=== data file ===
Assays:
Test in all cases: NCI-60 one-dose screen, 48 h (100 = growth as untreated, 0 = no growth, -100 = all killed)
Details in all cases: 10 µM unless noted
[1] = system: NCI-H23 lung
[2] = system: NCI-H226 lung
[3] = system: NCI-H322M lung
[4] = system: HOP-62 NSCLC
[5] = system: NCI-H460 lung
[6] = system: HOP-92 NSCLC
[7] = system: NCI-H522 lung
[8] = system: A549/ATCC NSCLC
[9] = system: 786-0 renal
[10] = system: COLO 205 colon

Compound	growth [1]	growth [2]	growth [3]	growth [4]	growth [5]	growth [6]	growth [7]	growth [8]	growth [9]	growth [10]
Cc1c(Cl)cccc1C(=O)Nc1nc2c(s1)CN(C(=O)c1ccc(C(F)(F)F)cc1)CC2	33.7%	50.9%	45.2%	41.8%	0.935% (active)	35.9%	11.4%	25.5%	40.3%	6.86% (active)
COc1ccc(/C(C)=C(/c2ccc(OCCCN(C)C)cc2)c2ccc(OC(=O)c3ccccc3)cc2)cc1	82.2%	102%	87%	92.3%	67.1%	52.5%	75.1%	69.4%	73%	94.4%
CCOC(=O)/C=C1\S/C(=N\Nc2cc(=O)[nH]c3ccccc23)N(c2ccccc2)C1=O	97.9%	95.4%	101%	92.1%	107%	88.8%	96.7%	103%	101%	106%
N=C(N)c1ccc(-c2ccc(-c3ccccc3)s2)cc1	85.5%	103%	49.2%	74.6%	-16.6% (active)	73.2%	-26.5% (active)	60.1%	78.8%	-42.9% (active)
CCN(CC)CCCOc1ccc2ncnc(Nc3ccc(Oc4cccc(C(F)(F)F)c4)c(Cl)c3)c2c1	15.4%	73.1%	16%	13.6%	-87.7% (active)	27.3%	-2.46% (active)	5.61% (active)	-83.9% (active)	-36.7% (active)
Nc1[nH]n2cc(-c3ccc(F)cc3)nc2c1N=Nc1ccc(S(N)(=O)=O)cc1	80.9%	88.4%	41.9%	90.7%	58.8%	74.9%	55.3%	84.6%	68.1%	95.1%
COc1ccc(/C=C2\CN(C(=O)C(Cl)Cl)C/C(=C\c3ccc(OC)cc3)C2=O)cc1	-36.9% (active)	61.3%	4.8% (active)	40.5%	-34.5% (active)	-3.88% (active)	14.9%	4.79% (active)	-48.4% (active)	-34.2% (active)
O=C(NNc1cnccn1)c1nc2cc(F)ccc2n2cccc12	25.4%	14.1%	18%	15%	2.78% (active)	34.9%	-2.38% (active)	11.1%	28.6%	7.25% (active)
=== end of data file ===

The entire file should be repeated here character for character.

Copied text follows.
Assays:
Test in all cases: NCI-60 one-dose screen, 48 h (100 = growth as untreated, 0 = no growth, -100 = all killed)
Details in all cases: 10 µM unless noted
[1] = system: NCI-H23 lung
[2] = system: NCI-H226 lung
[3] = system: NCI-H322M lung
[4] = system: HOP-62 NSCLC
[5] = system: NCI-H460 lung
[6] = system: HOP-92 NSCLC
[7] = system: NCI-H522 lung
[8] = system: A549/ATCC NSCLC
[9] = system: 786-0 renal
[10] = system: COLO 205 colon

Compound	growth [1]	growth [2]	growth [3]	growth [4]	growth [5]	growth [6]	growth [7]	growth [8]	growth [9]	growth [10]
Cc1c(Cl)cccc1C(=O)Nc1nc2c(s1)CN(C(=O)c1ccc(C(F)(F)F)cc1)CC2	33.7%	50.9%	45.2%	41.8%	0.935% (active)	35.9%	11.4%	25.5%	40.3%	6.86% (active)
COc1ccc(/C(C)=C(/c2ccc(OCCCN(C)C)cc2)c2ccc(OC(=O)c3ccccc3)cc2)cc1	82.2%	102%	87%	92.3%	67.1%	52.5%	75.1%	69.4%	73%	94.4%
CCOC(=O)/C=C1\S/C(=N\Nc2cc(=O)[nH]c3ccccc23)N(c2ccccc2)C1=O	97.9%	95.4%	101%	92.1%	107%	88.8%	96.7%	103%	101%	106%
N=C(N)c1ccc(-c2ccc(-c3ccccc3)s2)cc1	85.5%	103%	49.2%	74.6%	-16.6% (active)	73.2%	-26.5% (active)	60.1%	78.8%	-42.9% (active)
CCN(CC)CCCOc1ccc2ncnc(Nc3ccc(Oc4cccc(C(F)(F)F)c4)c(Cl)c3)c2c1	15.4%	73.1%	16%	13.6%	-87.7% (active)	27.3%	-2.46% (active)	5.61% (active)	-83.9% (active)	-36.7% (active)
Nc1[nH]n2cc(-c3ccc(F)cc3)nc2c1N=Nc1ccc(S(N)(=O)=O)cc1	80.9%	88.4%	41.9%	90.7%	58.8%	74.9%	55.3%	84.6%	68.1%	95.1%
COc1ccc(/C=C2\CN(C(=O)C(Cl)Cl)C/C(=C\c3ccc(OC)cc3)C2=O)cc1	-36.9% (active)	61.3%	4.8% (active)	40.5%	-34.5% (active)	-3.88% (active)	14.9%	4.79% (active)	-48.4% (active)	-34.2% (active)
O=C(NNc1cnccn1)c1nc2cc(F)ccc2n2cccc12	25.4%	14.1%	18%	15%	2.78% (active)	34.9%	-2.38% (active)	11.1%	28.6%	7.25% (active)